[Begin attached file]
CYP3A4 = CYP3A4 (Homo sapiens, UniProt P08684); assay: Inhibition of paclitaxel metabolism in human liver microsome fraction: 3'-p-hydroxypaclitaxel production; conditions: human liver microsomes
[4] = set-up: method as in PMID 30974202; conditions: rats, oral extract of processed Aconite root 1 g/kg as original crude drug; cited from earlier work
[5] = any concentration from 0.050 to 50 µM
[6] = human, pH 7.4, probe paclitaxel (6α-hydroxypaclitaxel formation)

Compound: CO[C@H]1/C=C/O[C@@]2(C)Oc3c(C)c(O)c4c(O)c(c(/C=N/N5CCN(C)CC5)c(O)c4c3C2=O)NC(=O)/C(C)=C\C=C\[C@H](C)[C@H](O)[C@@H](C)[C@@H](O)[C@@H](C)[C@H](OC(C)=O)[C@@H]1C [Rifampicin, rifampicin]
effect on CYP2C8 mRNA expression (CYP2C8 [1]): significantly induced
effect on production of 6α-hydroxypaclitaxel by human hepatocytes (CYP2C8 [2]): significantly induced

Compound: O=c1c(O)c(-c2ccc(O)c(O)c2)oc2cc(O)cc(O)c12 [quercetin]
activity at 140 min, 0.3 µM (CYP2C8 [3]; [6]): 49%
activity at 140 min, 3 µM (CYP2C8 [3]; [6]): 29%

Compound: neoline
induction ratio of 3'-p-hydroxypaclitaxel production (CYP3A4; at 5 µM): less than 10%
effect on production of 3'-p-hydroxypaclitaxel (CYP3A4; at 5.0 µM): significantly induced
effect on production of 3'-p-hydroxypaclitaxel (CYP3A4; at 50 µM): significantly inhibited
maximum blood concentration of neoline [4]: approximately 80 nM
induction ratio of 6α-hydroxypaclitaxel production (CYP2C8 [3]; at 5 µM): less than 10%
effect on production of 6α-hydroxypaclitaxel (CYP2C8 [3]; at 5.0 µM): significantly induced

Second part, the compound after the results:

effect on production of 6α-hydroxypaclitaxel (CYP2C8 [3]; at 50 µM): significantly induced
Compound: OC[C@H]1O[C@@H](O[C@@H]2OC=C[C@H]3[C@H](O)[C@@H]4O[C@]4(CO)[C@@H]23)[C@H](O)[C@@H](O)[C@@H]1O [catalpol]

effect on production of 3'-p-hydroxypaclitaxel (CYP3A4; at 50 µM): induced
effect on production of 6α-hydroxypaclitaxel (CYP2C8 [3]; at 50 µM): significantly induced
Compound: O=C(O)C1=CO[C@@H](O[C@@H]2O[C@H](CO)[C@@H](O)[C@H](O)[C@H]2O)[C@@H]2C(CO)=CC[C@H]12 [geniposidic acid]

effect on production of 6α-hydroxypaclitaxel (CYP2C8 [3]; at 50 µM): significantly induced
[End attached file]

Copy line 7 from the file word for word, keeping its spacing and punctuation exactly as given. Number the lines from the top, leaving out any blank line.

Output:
effect on production of 6α-hydroxypaclitaxel by human hepatocytes (CYP2C8 [2]): significantly induced